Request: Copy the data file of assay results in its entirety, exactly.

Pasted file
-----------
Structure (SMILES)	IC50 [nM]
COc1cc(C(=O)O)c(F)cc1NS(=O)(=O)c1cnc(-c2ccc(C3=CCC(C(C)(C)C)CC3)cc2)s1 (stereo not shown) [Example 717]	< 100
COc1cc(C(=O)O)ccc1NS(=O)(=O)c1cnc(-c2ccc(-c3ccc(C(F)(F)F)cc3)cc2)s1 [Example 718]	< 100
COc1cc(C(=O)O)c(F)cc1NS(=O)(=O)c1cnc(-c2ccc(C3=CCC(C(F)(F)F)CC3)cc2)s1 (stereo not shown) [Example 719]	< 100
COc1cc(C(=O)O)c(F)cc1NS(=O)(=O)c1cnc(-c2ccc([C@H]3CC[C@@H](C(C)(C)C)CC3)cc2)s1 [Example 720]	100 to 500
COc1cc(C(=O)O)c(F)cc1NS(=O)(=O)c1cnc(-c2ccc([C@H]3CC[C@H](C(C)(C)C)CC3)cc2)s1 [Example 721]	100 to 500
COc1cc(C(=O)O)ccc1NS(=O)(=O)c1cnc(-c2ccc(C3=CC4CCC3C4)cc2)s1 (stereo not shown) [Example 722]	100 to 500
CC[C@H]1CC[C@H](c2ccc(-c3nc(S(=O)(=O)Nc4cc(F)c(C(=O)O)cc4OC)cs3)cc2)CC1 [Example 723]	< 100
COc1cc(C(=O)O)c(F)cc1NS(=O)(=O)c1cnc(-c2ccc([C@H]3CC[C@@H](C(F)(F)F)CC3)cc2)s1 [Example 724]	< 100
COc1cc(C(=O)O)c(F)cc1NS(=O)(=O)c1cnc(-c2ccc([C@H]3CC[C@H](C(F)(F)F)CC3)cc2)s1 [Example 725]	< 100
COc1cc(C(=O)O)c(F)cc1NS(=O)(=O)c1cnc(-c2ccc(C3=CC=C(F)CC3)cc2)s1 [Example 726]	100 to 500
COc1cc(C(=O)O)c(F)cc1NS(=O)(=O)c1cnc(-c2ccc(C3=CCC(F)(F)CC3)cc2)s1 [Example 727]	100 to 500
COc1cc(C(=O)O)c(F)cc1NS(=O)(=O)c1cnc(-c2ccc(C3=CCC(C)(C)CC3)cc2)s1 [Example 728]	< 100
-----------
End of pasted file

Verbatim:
Structure (SMILES)	IC50 [nM]
COc1cc(C(=O)O)c(F)cc1NS(=O)(=O)c1cnc(-c2ccc(C3=CCC(C(C)(C)C)CC3)cc2)s1 (stereo not shown) [Example 717]	< 100
COc1cc(C(=O)O)ccc1NS(=O)(=O)c1cnc(-c2ccc(-c3ccc(C(F)(F)F)cc3)cc2)s1 [Example 718]	< 100
COc1cc(C(=O)O)c(F)cc1NS(=O)(=O)c1cnc(-c2ccc(C3=CCC(C(F)(F)F)CC3)cc2)s1 (stereo not shown) [Example 719]	< 100
COc1cc(C(=O)O)c(F)cc1NS(=O)(=O)c1cnc(-c2ccc([C@H]3CC[C@@H](C(C)(C)C)CC3)cc2)s1 [Example 720]	100 to 500
COc1cc(C(=O)O)c(F)cc1NS(=O)(=O)c1cnc(-c2ccc([C@H]3CC[C@H](C(C)(C)C)CC3)cc2)s1 [Example 721]	100 to 500
COc1cc(C(=O)O)ccc1NS(=O)(=O)c1cnc(-c2ccc(C3=CC4CCC3C4)cc2)s1 (stereo not shown) [Example 722]	100 to 500
CC[C@H]1CC[C@H](c2ccc(-c3nc(S(=O)(=O)Nc4cc(F)c(C(=O)O)cc4OC)cs3)cc2)CC1 [Example 723]	< 100
COc1cc(C(=O)O)c(F)cc1NS(=O)(=O)c1cnc(-c2ccc([C@H]3CC[C@@H](C(F)(F)F)CC3)cc2)s1 [Example 724]	< 100
COc1cc(C(=O)O)c(F)cc1NS(=O)(=O)c1cnc(-c2ccc([C@H]3CC[C@H](C(F)(F)F)CC3)cc2)s1 [Example 725]	< 100
COc1cc(C(=O)O)c(F)cc1NS(=O)(=O)c1cnc(-c2ccc(C3=CC=C(F)CC3)cc2)s1 [Example 726]	100 to 500
COc1cc(C(=O)O)c(F)cc1NS(=O)(=O)c1cnc(-c2ccc(C3=CCC(F)(F)CC3)cc2)s1 [Example 727]	100 to 500
COc1cc(C(=O)O)c(F)cc1NS(=O)(=O)c1cnc(-c2ccc(C3=CCC(C)(C)CC3)cc2)s1 [Example 728]	< 100